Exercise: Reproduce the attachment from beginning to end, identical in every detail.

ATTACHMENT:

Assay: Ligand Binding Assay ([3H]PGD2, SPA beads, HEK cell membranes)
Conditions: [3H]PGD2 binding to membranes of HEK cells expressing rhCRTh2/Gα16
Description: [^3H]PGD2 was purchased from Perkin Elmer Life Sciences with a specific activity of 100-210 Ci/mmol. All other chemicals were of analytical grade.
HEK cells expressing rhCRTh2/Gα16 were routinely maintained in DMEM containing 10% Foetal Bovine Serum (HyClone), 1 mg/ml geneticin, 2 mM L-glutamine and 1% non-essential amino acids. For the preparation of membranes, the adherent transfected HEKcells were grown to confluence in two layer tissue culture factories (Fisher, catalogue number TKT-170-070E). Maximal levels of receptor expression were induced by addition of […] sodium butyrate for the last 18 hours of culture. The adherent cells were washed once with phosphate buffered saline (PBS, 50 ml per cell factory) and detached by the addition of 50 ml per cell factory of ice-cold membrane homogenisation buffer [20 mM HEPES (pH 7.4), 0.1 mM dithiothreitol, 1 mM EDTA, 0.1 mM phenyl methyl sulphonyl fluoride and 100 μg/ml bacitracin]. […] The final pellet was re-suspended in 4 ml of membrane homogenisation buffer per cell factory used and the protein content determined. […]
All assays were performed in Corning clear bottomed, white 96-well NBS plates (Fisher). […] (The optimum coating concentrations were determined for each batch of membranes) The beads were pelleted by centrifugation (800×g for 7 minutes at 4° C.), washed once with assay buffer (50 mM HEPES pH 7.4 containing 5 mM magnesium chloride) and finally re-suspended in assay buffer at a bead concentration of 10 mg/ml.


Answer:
Assay: Ligand Binding Assay ([3H]PGD2, SPA beads, HEK cell membranes)
Conditions: [3H]PGD2 binding to membranes of HEK cells expressing rhCRTh2/Gα16
Description: [^3H]PGD2 was purchased from Perkin Elmer Life Sciences with a specific activity of 100-210 Ci/mmol. All other chemicals were of analytical grade.
HEK cells expressing rhCRTh2/Gα16 were routinely maintained in DMEM containing 10% Foetal Bovine Serum (HyClone), 1 mg/ml geneticin, 2 mM L-glutamine and 1% non-essential amino acids. For the preparation of membranes, the adherent transfected HEKcells were grown to confluence in two layer tissue culture factories (Fisher, catalogue number TKT-170-070E). Maximal levels of receptor expression were induced by addition of […] sodium butyrate for the last 18 hours of culture. The adherent cells were washed once with phosphate buffered saline (PBS, 50 ml per cell factory) and detached by the addition of 50 ml per cell factory of ice-cold membrane homogenisation buffer [20 mM HEPES (pH 7.4), 0.1 mM dithiothreitol, 1 mM EDTA, 0.1 mM phenyl methyl sulphonyl fluoride and 100 μg/ml bacitracin]. […] The final pellet was re-suspended in 4 ml of membrane homogenisation buffer per cell factory used and the protein content determined. […]
All assays were performed in Corning clear bottomed, white 96-well NBS plates (Fisher). […] (The optimum coating concentrations were determined for each batch of membranes) The beads were pelleted by centrifugation (800×g for 7 minutes at 4° C.), washed once with assay buffer (50 mM HEPES pH 7.4 containing 5 mM magnesium chloride) and finally re-suspended in assay buffer at a bead concentration of 10 mg/ml.